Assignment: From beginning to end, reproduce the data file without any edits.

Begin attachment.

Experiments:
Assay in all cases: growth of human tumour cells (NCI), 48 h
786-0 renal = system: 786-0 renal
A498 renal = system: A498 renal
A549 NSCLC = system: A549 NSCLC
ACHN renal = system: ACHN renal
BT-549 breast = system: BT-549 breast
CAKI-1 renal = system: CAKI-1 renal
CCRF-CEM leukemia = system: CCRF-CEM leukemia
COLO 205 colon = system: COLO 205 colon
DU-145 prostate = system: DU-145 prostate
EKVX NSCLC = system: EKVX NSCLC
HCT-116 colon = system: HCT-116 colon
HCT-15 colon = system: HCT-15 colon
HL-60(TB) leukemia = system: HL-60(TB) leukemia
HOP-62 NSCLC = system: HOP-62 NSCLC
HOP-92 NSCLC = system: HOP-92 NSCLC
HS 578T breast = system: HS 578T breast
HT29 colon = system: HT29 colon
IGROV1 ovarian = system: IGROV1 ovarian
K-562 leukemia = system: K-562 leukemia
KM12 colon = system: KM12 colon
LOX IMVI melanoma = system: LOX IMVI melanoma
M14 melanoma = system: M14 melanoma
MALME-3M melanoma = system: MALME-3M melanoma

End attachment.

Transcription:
Experiments:
Assay in all cases: growth of human tumour cells (NCI), 48 h
786-0 renal = system: 786-0 renal
A498 renal = system: A498 renal
A549 NSCLC = system: A549 NSCLC
ACHN renal = system: ACHN renal
BT-549 breast = system: BT-549 breast
CAKI-1 renal = system: CAKI-1 renal
CCRF-CEM leukemia = system: CCRF-CEM leukemia
COLO 205 colon = system: COLO 205 colon
DU-145 prostate = system: DU-145 prostate
EKVX NSCLC = system: EKVX NSCLC
HCT-116 colon = system: HCT-116 colon
HCT-15 colon = system: HCT-15 colon
HL-60(TB) leukemia = system: HL-60(TB) leukemia
HOP-62 NSCLC = system: HOP-62 NSCLC
HOP-92 NSCLC = system: HOP-92 NSCLC
HS 578T breast = system: HS 578T breast
HT29 colon = system: HT29 colon
IGROV1 ovarian = system: IGROV1 ovarian
K-562 leukemia = system: K-562 leukemia
KM12 colon = system: KM12 colon
LOX IMVI melanoma = system: LOX IMVI melanoma
M14 melanoma = system: M14 melanoma
MALME-3M melanoma = system: MALME-3M melanoma